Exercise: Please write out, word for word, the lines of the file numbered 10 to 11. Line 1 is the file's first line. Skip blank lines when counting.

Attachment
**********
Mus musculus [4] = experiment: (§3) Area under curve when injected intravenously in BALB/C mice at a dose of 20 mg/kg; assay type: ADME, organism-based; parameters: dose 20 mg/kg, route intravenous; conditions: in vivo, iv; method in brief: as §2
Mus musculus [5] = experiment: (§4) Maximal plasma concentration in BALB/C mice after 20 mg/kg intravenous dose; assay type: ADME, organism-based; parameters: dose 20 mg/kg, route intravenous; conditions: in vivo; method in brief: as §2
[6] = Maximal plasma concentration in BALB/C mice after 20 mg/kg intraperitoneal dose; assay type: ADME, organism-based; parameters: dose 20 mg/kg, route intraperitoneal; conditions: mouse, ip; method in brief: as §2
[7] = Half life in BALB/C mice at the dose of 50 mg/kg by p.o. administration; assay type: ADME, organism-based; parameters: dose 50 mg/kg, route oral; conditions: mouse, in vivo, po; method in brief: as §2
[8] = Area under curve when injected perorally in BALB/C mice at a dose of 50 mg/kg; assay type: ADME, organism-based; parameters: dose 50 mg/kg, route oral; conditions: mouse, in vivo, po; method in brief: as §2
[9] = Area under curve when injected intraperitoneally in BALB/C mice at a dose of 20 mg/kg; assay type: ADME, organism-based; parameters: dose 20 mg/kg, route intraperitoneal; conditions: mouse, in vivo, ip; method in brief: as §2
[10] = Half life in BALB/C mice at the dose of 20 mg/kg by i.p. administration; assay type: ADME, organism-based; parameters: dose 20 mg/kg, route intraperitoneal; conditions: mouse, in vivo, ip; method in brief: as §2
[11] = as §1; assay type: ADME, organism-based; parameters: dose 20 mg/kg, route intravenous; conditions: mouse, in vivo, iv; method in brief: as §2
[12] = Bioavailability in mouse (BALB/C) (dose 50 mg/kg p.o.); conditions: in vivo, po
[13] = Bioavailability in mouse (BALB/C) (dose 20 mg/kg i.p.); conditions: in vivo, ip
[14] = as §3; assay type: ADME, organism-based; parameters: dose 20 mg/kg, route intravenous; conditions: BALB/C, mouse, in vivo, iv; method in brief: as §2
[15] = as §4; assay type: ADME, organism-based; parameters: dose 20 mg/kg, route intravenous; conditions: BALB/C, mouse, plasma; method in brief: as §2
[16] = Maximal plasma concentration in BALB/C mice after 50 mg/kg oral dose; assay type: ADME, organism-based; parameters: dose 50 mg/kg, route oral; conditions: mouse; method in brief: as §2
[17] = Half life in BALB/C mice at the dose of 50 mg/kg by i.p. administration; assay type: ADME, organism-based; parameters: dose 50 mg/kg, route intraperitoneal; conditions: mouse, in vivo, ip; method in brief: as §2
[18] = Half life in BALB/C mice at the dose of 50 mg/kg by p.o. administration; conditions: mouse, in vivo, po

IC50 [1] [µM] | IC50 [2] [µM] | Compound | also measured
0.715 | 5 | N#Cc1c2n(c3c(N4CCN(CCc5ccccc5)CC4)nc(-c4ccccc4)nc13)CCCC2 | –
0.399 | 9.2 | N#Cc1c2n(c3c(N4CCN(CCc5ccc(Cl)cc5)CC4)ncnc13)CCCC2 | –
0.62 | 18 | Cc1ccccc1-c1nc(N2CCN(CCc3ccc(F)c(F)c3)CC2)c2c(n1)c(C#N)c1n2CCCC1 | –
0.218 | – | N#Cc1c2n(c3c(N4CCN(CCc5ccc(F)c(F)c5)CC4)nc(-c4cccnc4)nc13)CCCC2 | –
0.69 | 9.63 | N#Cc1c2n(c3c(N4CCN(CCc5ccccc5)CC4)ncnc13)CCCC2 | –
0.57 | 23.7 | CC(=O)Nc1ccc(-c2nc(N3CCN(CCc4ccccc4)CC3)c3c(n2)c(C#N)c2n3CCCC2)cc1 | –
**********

[13] = Bioavailability in mouse (BALB/C) (dose 20 mg/kg i.p.); conditions: in vivo, ip
[14] = as §3; assay type: ADME, organism-based; parameters: dose 20 mg/kg, route intravenous; conditions: BALB/C, mouse, in vivo, iv; method in brief: as §2